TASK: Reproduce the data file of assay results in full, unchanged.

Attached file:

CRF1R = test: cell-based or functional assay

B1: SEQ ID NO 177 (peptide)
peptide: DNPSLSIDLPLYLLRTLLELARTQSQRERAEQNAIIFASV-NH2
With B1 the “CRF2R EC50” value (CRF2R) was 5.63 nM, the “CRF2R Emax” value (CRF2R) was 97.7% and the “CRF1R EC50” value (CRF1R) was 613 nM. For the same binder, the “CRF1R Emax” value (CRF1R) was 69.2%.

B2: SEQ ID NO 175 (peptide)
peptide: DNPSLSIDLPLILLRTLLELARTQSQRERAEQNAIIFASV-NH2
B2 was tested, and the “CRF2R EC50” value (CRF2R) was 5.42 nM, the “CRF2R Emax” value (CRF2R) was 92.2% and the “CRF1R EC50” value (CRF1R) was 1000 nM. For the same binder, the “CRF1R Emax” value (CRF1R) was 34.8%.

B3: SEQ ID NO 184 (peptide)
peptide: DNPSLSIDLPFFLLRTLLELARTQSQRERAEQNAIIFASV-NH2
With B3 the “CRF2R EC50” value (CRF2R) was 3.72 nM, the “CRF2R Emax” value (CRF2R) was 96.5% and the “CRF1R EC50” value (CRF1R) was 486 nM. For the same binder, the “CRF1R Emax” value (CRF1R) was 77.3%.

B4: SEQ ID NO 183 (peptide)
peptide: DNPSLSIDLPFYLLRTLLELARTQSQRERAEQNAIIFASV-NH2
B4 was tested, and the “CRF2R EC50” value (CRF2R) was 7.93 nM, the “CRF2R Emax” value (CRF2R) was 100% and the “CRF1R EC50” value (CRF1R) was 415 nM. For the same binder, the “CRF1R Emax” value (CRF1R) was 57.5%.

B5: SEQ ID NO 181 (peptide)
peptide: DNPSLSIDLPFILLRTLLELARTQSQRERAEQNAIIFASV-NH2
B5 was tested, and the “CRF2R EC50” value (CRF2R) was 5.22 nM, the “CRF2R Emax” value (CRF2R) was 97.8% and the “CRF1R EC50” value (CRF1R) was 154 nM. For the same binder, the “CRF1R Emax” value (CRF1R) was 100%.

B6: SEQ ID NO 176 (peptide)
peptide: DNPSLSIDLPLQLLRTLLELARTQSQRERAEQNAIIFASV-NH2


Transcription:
CRF1R = test: cell-based or functional assay

B1: SEQ ID NO 177 (peptide)
peptide: DNPSLSIDLPLYLLRTLLELARTQSQRERAEQNAIIFASV-NH2
With B1 the “CRF2R EC50” value (CRF2R) was 5.63 nM, the “CRF2R Emax” value (CRF2R) was 97.7% and the “CRF1R EC50” value (CRF1R) was 613 nM. For the same binder, the “CRF1R Emax” value (CRF1R) was 69.2%.

B2: SEQ ID NO 175 (peptide)
peptide: DNPSLSIDLPLILLRTLLELARTQSQRERAEQNAIIFASV-NH2
B2 was tested, and the “CRF2R EC50” value (CRF2R) was 5.42 nM, the “CRF2R Emax” value (CRF2R) was 92.2% and the “CRF1R EC50” value (CRF1R) was 1000 nM. For the same binder, the “CRF1R Emax” value (CRF1R) was 34.8%.

B3: SEQ ID NO 184 (peptide)
peptide: DNPSLSIDLPFFLLRTLLELARTQSQRERAEQNAIIFASV-NH2
With B3 the “CRF2R EC50” value (CRF2R) was 3.72 nM, the “CRF2R Emax” value (CRF2R) was 96.5% and the “CRF1R EC50” value (CRF1R) was 486 nM. For the same binder, the “CRF1R Emax” value (CRF1R) was 77.3%.

B4: SEQ ID NO 183 (peptide)
peptide: DNPSLSIDLPFYLLRTLLELARTQSQRERAEQNAIIFASV-NH2
B4 was tested, and the “CRF2R EC50” value (CRF2R) was 7.93 nM, the “CRF2R Emax” value (CRF2R) was 100% and the “CRF1R EC50” value (CRF1R) was 415 nM. For the same binder, the “CRF1R Emax” value (CRF1R) was 57.5%.

B5: SEQ ID NO 181 (peptide)
peptide: DNPSLSIDLPFILLRTLLELARTQSQRERAEQNAIIFASV-NH2
B5 was tested, and the “CRF2R EC50” value (CRF2R) was 5.22 nM, the “CRF2R Emax” value (CRF2R) was 97.8% and the “CRF1R EC50” value (CRF1R) was 154 nM. For the same binder, the “CRF1R Emax” value (CRF1R) was 100%.

B6: SEQ ID NO 176 (peptide)
peptide: DNPSLSIDLPLQLLRTLLELARTQSQRERAEQNAIIFASV-NH2